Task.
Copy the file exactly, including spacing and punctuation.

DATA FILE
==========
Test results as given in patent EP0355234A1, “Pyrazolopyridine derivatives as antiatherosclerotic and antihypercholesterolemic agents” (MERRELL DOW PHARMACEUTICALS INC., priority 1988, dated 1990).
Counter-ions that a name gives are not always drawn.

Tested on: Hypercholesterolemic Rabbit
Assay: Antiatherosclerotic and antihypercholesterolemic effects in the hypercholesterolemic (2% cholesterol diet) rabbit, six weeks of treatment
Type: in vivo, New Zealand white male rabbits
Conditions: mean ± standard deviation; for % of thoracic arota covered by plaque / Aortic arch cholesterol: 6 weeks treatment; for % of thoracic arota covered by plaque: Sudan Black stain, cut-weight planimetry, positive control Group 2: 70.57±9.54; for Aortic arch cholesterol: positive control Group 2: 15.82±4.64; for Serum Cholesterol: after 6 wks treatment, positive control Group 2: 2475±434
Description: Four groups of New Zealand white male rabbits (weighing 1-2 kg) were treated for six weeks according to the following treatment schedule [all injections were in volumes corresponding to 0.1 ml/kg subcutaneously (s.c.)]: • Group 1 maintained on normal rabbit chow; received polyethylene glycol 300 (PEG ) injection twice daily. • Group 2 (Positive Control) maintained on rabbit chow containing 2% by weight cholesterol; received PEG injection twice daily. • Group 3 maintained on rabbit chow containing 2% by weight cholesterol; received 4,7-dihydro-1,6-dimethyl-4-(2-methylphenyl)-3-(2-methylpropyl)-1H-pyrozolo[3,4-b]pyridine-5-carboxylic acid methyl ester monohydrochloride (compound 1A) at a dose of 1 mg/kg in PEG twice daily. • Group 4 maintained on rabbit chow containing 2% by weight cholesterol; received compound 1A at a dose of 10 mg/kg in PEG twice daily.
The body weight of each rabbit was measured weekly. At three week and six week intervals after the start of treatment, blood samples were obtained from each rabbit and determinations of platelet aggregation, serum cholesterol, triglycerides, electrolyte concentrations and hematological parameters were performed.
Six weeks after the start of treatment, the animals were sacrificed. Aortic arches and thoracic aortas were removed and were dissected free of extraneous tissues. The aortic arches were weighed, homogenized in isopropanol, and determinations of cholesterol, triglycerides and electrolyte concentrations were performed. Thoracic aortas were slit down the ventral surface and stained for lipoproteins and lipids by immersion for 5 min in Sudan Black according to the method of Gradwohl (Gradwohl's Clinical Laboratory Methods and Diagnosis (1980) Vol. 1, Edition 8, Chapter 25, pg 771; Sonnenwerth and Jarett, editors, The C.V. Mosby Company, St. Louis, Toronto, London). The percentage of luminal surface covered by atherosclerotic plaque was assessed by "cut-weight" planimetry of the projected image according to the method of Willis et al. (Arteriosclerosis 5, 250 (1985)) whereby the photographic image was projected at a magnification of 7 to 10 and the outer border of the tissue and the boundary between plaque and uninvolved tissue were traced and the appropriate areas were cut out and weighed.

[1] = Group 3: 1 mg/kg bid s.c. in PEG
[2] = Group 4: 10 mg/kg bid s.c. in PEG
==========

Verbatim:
Test results as given in patent EP0355234A1, “Pyrazolopyridine derivatives as antiatherosclerotic and antihypercholesterolemic agents” (MERRELL DOW PHARMACEUTICALS INC., priority 1988, dated 1990).
Counter-ions that a name gives are not always drawn.

Tested on: Hypercholesterolemic Rabbit
Assay: Antiatherosclerotic and antihypercholesterolemic effects in the hypercholesterolemic (2% cholesterol diet) rabbit, six weeks of treatment
Type: in vivo, New Zealand white male rabbits
Conditions: mean ± standard deviation; for % of thoracic arota covered by plaque / Aortic arch cholesterol: 6 weeks treatment; for % of thoracic arota covered by plaque: Sudan Black stain, cut-weight planimetry, positive control Group 2: 70.57±9.54; for Aortic arch cholesterol: positive control Group 2: 15.82±4.64; for Serum Cholesterol: after 6 wks treatment, positive control Group 2: 2475±434
Description: Four groups of New Zealand white male rabbits (weighing 1-2 kg) were treated for six weeks according to the following treatment schedule [all injections were in volumes corresponding to 0.1 ml/kg subcutaneously (s.c.)]: • Group 1 maintained on normal rabbit chow; received polyethylene glycol 300 (PEG ) injection twice daily. • Group 2 (Positive Control) maintained on rabbit chow containing 2% by weight cholesterol; received PEG injection twice daily. • Group 3 maintained on rabbit chow containing 2% by weight cholesterol; received 4,7-dihydro-1,6-dimethyl-4-(2-methylphenyl)-3-(2-methylpropyl)-1H-pyrozolo[3,4-b]pyridine-5-carboxylic acid methyl ester monohydrochloride (compound 1A) at a dose of 1 mg/kg in PEG twice daily. • Group 4 maintained on rabbit chow containing 2% by weight cholesterol; received compound 1A at a dose of 10 mg/kg in PEG twice daily.
The body weight of each rabbit was measured weekly. At three week and six week intervals after the start of treatment, blood samples were obtained from each rabbit and determinations of platelet aggregation, serum cholesterol, triglycerides, electrolyte concentrations and hematological parameters were performed.
Six weeks after the start of treatment, the animals were sacrificed. Aortic arches and thoracic aortas were removed and were dissected free of extraneous tissues. The aortic arches were weighed, homogenized in isopropanol, and determinations of cholesterol, triglycerides and electrolyte concentrations were performed. Thoracic aortas were slit down the ventral surface and stained for lipoproteins and lipids by immersion for 5 min in Sudan Black according to the method of Gradwohl (Gradwohl's Clinical Laboratory Methods and Diagnosis (1980) Vol. 1, Edition 8, Chapter 25, pg 771; Sonnenwerth and Jarett, editors, The C.V. Mosby Company, St. Louis, Toronto, London). The percentage of luminal surface covered by atherosclerotic plaque was assessed by "cut-weight" planimetry of the projected image according to the method of Willis et al. (Arteriosclerosis 5, 250 (1985)) whereby the photographic image was projected at a magnification of 7 to 10 and the outer border of the tissue and the boundary between plaque and uninvolved tissue were traced and the appropriate areas were cut out and weighed.

[1] = Group 3: 1 mg/kg bid s.c. in PEG
[2] = Group 4: 10 mg/kg bid s.c. in PEG